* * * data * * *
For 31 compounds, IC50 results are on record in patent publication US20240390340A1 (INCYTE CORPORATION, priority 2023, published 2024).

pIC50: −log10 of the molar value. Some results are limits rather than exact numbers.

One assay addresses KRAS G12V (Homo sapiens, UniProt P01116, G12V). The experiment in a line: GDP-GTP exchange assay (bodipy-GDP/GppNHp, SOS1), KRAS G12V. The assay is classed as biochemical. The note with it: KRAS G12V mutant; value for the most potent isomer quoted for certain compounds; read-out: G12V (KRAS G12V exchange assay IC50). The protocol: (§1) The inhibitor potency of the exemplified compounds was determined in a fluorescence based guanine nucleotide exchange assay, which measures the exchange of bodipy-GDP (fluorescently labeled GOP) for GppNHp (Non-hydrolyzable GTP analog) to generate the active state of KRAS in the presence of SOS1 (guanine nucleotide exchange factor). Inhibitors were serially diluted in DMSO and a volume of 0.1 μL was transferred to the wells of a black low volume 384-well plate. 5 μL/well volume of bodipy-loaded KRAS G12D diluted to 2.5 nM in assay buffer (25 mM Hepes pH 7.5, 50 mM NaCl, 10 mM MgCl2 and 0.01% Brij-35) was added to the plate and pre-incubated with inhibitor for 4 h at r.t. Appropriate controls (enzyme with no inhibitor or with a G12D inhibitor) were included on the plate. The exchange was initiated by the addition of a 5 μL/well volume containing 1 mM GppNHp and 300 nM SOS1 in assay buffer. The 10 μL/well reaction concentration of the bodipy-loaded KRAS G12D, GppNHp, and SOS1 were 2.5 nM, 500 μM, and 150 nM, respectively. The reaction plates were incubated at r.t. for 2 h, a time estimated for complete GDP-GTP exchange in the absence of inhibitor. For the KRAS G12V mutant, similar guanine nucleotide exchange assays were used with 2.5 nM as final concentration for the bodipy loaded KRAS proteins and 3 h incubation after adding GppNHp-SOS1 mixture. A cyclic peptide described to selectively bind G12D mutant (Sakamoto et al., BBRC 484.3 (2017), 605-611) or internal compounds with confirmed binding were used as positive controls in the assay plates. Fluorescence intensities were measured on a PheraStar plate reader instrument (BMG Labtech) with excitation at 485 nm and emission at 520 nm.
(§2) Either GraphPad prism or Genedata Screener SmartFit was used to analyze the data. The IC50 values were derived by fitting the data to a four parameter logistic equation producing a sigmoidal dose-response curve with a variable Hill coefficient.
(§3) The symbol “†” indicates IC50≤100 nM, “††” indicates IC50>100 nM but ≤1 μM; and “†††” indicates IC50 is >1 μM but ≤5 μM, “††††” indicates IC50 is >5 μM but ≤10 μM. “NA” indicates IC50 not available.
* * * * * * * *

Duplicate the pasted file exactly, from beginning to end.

For 31 compounds, IC50 results are on record in patent publication US20240390340A1 (INCYTE CORPORATION, priority 2023, published 2024).

pIC50: −log10 of the molar value. Some results are limits rather than exact numbers.

One assay addresses KRAS G12V (Homo sapiens, UniProt P01116, G12V). The experiment in a line: GDP-GTP exchange assay (bodipy-GDP/GppNHp, SOS1), KRAS G12V. The assay is classed as biochemical. The note with it: KRAS G12V mutant; value for the most potent isomer quoted for certain compounds; read-out: G12V (KRAS G12V exchange assay IC50). The protocol: (§1) The inhibitor potency of the exemplified compounds was determined in a fluorescence based guanine nucleotide exchange assay, which measures the exchange of bodipy-GDP (fluorescently labeled GOP) for GppNHp (Non-hydrolyzable GTP analog) to generate the active state of KRAS in the presence of SOS1 (guanine nucleotide exchange factor). Inhibitors were serially diluted in DMSO and a volume of 0.1 μL was transferred to the wells of a black low volume 384-well plate. 5 μL/well volume of bodipy-loaded KRAS G12D diluted to 2.5 nM in assay buffer (25 mM Hepes pH 7.5, 50 mM NaCl, 10 mM MgCl2 and 0.01% Brij-35) was added to the plate and pre-incubated with inhibitor for 4 h at r.t. Appropriate controls (enzyme with no inhibitor or with a G12D inhibitor) were included on the plate. The exchange was initiated by the addition of a 5 μL/well volume containing 1 mM GppNHp and 300 nM SOS1 in assay buffer. The 10 μL/well reaction concentration of the bodipy-loaded KRAS G12D, GppNHp, and SOS1 were 2.5 nM, 500 μM, and 150 nM, respectively. The reaction plates were incubated at r.t. for 2 h, a time estimated for complete GDP-GTP exchange in the absence of inhibitor. For the KRAS G12V mutant, similar guanine nucleotide exchange assays were used with 2.5 nM as final concentration for the bodipy loaded KRAS proteins and 3 h incubation after adding GppNHp-SOS1 mixture. A cyclic peptide described to selectively bind G12D mutant (Sakamoto et al., BBRC 484.3 (2017), 605-611) or internal compounds with confirmed binding were used as positive controls in the assay plates. Fluorescence intensities were measured on a PheraStar plate reader instrument (BMG Labtech) with excitation at 485 nm and emission at 520 nm.
(§2) Either GraphPad prism or Genedata Screener SmartFit was used to analyze the data. The IC50 values were derived by fitting the data to a four parameter logistic equation producing a sigmoidal dose-response curve with a variable Hill coefficient.
(§3) The symbol “†” indicates IC50≤100 nM, “††” indicates IC50>100 nM but ≤1 μM; and “†††” indicates IC50 is >1 μM but ≤5 μM, “††††” indicates IC50 is >5 μM but ≤10 μM. “NA” indicates IC50 not available.